Homes of Persons

Homes of persons protect them from cold, heat, rain, and attack of enemies. The basic need for a person is shelter, and we name it home.

A person builds different types of homes. So, there are different names for homes of persons.

In this part, we will see the names of the homes of persons.

Names for Homes of Persons

There are so many names for homes of persons. Here is a list of homes of nuns, mentally ill people, soldiers, prisoners, farm labourers, families, Eskimos, rich people, monks, orphans, kings, criminals, and so on.

Here is a list of homes of persons.

          Have a look-

  • Abbey – Building in which nuns and monks live as a community under an abyss or abbot.
  • Adobe house – This is a house built of bricks that are made of clay and straw and dried in the Sun.
  • Asylum– This is a place that is a hospital to take care of mentally ill people.
  • Barrack – This is a large building or group of buildings where soldiers live in.
  • Cell – This is a very small room for one or more prisoners in a prison or a monastery for a monk.
  • Cottage – This is a simple and small house built in the countryside, mostly farm labourers live in.
  • House – This is a place built usually to live a family.
  • Igloo– This is a temporary shelter built by Eskimos. It is a small dome-shaped house. Blocks of hard snow are used to build this.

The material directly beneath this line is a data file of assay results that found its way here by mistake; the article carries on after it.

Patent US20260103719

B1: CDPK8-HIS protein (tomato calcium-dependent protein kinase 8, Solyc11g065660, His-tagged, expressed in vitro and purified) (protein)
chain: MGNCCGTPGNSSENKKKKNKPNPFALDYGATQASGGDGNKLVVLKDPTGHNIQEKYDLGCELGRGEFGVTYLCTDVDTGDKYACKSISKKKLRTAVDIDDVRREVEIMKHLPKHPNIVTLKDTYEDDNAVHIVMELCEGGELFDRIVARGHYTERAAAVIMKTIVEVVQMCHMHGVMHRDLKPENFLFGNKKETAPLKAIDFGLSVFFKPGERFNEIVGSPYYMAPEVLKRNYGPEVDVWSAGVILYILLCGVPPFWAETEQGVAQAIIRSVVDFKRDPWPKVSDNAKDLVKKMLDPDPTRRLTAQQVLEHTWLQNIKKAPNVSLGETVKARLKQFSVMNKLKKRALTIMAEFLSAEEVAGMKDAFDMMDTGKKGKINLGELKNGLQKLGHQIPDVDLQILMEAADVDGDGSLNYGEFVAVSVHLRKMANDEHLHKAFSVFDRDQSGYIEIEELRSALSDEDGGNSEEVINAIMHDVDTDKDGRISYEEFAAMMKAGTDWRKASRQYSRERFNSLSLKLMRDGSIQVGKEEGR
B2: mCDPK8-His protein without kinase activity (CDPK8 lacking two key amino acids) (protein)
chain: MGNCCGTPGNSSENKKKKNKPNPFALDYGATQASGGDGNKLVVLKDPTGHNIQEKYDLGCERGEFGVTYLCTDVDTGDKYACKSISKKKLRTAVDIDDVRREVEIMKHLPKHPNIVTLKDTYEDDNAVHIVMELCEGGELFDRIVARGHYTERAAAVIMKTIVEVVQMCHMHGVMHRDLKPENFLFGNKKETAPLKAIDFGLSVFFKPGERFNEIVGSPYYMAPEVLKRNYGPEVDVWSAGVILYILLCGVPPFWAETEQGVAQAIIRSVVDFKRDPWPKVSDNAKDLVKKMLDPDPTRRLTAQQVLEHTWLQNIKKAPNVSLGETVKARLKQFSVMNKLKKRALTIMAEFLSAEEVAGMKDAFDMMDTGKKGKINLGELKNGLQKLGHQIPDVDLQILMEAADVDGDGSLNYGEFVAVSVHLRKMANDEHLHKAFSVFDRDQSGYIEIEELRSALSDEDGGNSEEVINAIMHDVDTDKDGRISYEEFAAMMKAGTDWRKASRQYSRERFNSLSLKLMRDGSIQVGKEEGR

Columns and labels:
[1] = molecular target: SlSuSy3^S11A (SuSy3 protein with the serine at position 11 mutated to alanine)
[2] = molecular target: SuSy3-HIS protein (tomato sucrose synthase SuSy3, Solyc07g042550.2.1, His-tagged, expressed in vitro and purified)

More Names for Homes of Persons

  • Mansion – This is a large house. Usually, rich people live in.
  • Monastery – This is a building in which monks live as a community.
  • Nunnery –    This is a house where nuns live.
  • Orphanage – This is a house for children whose parents are dead.
  • Palace– This is a large house mostly of kings- the official home of an archbishop, sovereign.
  • Prison– This is a place where people are locked up who committed crimes as punishment.
  • Tent – This is a temporary and portable shelter. It is made of canvas. It is attached to pegs which are fixed into the ground, supported by ropes and poles.
  • Wigwam – This is a type of tent with a domed or conical roof made by fastening bark, hides, animal skins, or mats over a framework of poles. This was used traditionally by North American Indians.
  • Vicarage– house of a vicar.

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